Intent & Serendipity
I was invited to see Mary Little’s new work at the iconic Frank Gehry Binoculars Building in Venice, California (the binoculars were designed by Claes Oldenburg and Coosje van Bruggen). I remember standing in a conference room Gehry created in the space. It was modeled with wood, like the skeleton of the inside belly of a whale. I was interested to see how the new owners were using the space for an art show.
Per usual, I arrived late to the lecture given by Mary Little, a woman with a brogue accent from Northern Ireland. She spoke to a group of about thirty people neatly placed in one of the many rooms for noshing in the revamped corporate office building. (The company wishes to remain anonymous.)
I met Mary circa 2010 at an open studio visit in Downtown L.A. My client, a major art collector, still had offices in L.A. and Mary made bespoke furniture. Her work seemed comfortable & ergonomic in the most creative way. I was drawn to it and relished an opportunity to attend her presentation at this exhibition.
Mary talked to the gathering about her projected photographs of her minimally complex neutral colored fabric wall pieces. Created with unbleached canvas fabric, the pieces were intricately folded, sewn, and molded. These works suggested to me that perhaps a hidden code might be revealed by the intricate patterns.
Mary remarked that recently she noticed that her work must be inspired by her mother’s knitting, “there certainly are similarities.” The pictured sweater shows a unique pattern, created for a loved one. Mary explained that each sweater was created uniquely for the individual wearer. Her mother used an infinite number of patterns to create the sweaters.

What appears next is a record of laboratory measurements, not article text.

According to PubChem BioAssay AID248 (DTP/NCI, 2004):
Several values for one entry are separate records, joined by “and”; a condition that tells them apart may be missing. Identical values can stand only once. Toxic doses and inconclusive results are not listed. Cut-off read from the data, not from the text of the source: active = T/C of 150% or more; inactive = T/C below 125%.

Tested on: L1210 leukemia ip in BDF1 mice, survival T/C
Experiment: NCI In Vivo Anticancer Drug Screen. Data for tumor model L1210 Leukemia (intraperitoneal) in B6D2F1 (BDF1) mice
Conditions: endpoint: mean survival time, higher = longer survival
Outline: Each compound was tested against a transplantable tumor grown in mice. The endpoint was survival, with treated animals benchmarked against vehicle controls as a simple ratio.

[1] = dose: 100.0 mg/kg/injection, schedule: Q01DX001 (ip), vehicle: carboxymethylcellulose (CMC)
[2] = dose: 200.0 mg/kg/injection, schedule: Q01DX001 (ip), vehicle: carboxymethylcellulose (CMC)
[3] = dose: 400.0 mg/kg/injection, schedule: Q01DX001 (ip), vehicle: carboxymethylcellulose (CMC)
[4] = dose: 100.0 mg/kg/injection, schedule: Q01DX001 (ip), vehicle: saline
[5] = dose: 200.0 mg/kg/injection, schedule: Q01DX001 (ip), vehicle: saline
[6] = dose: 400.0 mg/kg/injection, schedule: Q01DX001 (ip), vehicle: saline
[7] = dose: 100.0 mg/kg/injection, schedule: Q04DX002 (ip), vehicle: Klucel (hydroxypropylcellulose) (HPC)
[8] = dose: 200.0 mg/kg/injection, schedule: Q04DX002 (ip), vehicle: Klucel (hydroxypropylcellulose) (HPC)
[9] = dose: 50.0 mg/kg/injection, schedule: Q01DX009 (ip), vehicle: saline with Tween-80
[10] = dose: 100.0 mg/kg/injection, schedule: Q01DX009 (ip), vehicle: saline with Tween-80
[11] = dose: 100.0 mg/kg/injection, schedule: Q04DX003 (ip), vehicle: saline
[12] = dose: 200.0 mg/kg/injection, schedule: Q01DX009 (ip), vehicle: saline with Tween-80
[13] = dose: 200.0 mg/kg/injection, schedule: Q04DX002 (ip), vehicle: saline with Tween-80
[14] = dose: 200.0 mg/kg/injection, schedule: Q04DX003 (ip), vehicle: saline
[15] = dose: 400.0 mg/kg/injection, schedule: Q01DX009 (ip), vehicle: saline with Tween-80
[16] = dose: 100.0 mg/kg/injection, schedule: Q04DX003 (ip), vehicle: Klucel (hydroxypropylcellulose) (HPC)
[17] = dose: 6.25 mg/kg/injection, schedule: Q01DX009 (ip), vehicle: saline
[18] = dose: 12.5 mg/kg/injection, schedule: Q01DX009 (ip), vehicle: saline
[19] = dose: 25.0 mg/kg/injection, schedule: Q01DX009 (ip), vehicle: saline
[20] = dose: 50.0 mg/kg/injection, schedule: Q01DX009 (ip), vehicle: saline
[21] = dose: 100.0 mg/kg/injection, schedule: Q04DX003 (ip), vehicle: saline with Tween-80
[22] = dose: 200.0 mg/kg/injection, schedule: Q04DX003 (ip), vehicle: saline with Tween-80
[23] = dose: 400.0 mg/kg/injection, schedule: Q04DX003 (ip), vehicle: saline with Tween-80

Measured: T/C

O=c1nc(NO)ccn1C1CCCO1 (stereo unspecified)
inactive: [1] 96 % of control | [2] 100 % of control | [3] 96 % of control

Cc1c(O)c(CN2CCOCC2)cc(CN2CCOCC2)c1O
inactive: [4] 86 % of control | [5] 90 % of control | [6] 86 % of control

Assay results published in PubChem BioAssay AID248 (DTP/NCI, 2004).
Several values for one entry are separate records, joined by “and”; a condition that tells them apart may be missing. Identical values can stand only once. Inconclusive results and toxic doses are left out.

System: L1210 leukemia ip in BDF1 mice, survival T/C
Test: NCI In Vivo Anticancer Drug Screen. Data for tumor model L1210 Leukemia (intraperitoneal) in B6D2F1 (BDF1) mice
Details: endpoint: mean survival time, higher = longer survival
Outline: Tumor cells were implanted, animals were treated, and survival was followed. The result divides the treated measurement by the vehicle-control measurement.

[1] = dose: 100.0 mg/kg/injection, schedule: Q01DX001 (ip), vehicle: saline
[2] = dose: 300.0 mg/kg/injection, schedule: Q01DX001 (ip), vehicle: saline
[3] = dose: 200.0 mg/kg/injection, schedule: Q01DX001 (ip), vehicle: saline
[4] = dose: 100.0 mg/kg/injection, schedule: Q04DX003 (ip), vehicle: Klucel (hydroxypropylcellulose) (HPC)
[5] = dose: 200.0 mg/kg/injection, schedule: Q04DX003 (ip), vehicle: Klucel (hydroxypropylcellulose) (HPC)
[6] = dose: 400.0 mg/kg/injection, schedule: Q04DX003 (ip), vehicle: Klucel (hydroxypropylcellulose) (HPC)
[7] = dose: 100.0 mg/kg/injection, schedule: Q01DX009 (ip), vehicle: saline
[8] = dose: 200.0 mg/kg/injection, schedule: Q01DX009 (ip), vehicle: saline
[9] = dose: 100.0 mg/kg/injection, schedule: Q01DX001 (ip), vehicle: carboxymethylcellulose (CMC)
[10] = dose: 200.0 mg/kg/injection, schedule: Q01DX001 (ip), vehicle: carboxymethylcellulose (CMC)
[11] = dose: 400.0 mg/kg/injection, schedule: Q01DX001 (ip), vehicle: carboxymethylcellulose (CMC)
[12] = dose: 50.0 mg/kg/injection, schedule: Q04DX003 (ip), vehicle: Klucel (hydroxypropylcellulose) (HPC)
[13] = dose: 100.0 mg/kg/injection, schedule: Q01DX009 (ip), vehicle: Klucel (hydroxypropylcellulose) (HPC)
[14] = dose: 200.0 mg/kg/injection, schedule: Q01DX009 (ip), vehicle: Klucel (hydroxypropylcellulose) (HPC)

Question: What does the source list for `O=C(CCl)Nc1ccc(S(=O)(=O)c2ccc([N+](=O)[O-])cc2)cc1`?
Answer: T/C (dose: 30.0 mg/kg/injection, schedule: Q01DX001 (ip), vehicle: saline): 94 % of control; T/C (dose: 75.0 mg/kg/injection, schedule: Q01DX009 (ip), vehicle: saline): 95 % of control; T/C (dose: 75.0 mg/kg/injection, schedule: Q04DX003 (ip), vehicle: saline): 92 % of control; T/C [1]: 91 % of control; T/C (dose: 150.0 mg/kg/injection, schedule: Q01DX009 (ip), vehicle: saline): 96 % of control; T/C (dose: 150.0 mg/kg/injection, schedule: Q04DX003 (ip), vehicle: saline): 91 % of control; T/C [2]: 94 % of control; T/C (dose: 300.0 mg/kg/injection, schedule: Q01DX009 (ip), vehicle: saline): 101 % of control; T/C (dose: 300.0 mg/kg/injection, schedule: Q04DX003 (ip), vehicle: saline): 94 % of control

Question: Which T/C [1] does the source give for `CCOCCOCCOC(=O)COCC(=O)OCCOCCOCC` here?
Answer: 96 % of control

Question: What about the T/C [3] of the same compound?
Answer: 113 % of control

During the question and answer period I asked Mary how her DNA affects her work. Sometimes when I ask an artist their intent, they become resistant and won’t tell me, or they pivot to some other topic and answer a different question. Artists often will decline to talk to most people about the intention behind their work and it is usually up to me to interpret it the best way I can, to dig a little deeper into why.
My big question: Does Mary’s DNA appear in her work?
I had a gnawing feeling that there was something ancient about her work, perhaps symbols or language or code.
After a bit of research, I discovered some interesting parallels to an ancient Irish language called Ogham. Perhaps there was a connection to Mary’s work?
Ogham’s alphabet predates the 5th Century BC. It was King Fénius Farsaid (living during the time of Babel) who named each of the letters of the Ogham alphabet after his best scholars – 25 in all. The ‘letters’ are in fact simple lines inscribed on stone, metal or wood – either on opposite sides of a vertical line or on each side of a sharp corner of stone. The position and angle of each line defines the letter. Words are read starting at the bottom, going up the left side of the line or corner and coming down on the other side, and are generally thought to represent names, suggesting that the inscribed stones are memorials. In these instances, the lines indicate people’s names or professions. Some of the stones were also most likely tombstone markers for the ancient ones. Although there are plenty of Ogham stones throughout Wales, Ireland and Scotland, no wood or metal monuments have been discovered, although archeologists posit that some must have existed.
A Poem in Ogham
Ailim iath n-erend
Ermac muir motach
I invoke the land of Eire
much coursed by the fertile sea.
Is Mary’s work connected to an ancient language and an ancient Irish legend? Mary Little’s show, perhaps ironically, is titled Intent & Serendipity. Yes, because of the sweaters. But what of Ogham? Is there a connection through her DNA that predates her mother’s sweater? Serendipity indeed.
Shortly after graduating from the Royal College of Art in London, Mary Little’s work entered the permanent collections of the Vitra Design Museum in Basel and Musée des Arts Décoratifs in Paris. She moved to San Francisco in 2001 to take up a teaching position at California College of the Arts (CCA). Now in Los Angeles her latest work has evolved to become increasingly abstract, exploring themes of landscape, pattern and repetition.
Julie Rico was the director of critically acclaimed art galleries in downtown Los Angeles and Santa Monica between 1988 and 2010. Julie curated over 200 art exhibitions in 4 different formal gallery spaces. Now, she runs her on-line gallery at www.juliericogallery.com